Wednesday, April 20, 2011

Hogfather, and the debate on religion

Disclaimer: I've never been the most voracious of readers, so anything I write on books should be taken with a slightly bigger pinch of salt than usual.

A friend made me read my first Terry Pratchett with, "He may well be a modern Wodehouse." And that read turned out to be "Hogfather." No other book has had me so absorbed in it since my boyhood reading of "The Call of the Wild." For one, the world-view it presents seems to match mine pretty much exactly - it's as if Pratchett peeked inside my head and not only understood every vague feeling and unfinished thought, but then went on to build the wittiest, most imaginative story around it. In terms of inventiveness only Tolkien comes close, but even his considerable talents appear as slow as Ent-speech when juxtaposed with the effortless sparks that fly off every other paragraph here.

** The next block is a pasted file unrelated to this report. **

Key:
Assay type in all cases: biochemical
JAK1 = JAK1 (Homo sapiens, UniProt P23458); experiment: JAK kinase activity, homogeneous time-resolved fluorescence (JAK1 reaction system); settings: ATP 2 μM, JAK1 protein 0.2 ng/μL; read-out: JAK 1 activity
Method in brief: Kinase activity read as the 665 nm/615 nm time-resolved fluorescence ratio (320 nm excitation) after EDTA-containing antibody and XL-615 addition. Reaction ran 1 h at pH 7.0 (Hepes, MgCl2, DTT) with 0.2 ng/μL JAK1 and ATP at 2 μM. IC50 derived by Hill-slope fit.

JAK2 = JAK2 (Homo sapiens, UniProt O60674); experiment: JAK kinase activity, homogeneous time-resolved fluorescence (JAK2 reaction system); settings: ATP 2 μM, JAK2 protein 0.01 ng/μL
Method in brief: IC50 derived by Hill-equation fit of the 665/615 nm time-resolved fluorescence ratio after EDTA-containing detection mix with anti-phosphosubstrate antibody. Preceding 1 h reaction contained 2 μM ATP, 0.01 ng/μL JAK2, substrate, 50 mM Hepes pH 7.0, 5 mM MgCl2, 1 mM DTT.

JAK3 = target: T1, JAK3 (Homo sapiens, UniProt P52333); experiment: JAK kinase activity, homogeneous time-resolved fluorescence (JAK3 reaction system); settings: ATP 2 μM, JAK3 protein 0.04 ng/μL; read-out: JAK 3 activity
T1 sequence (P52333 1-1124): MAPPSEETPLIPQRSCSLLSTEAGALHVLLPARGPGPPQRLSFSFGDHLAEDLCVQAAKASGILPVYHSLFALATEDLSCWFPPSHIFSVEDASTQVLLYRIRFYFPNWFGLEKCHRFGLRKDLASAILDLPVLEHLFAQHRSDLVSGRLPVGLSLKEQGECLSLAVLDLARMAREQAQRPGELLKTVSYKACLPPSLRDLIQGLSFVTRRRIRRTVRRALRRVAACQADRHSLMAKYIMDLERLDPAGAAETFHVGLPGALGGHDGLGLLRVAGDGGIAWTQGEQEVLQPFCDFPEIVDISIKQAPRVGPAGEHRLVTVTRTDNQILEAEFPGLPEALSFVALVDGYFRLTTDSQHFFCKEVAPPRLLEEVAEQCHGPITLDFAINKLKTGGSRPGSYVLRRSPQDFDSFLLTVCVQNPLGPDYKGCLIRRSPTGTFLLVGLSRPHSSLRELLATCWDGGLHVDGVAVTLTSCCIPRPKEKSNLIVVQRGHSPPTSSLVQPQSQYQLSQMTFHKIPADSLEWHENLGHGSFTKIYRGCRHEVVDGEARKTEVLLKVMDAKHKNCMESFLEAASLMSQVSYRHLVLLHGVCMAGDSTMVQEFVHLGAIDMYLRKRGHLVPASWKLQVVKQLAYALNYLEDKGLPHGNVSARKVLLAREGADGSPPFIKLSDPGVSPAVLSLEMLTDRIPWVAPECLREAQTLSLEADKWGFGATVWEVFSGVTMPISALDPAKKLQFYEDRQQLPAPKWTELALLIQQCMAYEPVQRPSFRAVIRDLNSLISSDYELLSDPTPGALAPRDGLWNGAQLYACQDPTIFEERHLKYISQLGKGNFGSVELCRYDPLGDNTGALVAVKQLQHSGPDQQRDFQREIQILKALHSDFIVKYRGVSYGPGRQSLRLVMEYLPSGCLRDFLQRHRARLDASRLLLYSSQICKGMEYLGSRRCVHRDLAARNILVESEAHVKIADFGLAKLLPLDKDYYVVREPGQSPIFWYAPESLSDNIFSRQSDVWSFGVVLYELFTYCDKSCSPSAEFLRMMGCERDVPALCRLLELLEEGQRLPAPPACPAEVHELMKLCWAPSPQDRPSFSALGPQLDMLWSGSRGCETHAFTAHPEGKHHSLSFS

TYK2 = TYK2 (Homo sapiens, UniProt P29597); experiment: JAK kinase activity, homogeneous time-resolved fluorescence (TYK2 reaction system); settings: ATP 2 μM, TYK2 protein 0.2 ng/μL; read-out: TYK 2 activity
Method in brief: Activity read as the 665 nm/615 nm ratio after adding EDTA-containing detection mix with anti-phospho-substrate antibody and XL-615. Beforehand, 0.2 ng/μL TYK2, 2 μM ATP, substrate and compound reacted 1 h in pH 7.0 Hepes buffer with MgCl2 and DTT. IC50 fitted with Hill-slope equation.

Since I'm not yet ready to topple from P1 the dozens of Wodehouses I've read over the years, I still maintain that Pelham Grenville makes me laugh more, and, further, is the most prolific character-creator I've come across. But even he hasn't managed to do for me what Pratchett has with just this one book - take a mist of a thought that has been wisping around in my head, frustratingly inexpressible, evading all attempts at pinning down; and then crystallise it into black ink on white paper, appositive phrases and relative clauses in full bloom, and complete with dotted "i"s and crossed "t"s.

Case in point:-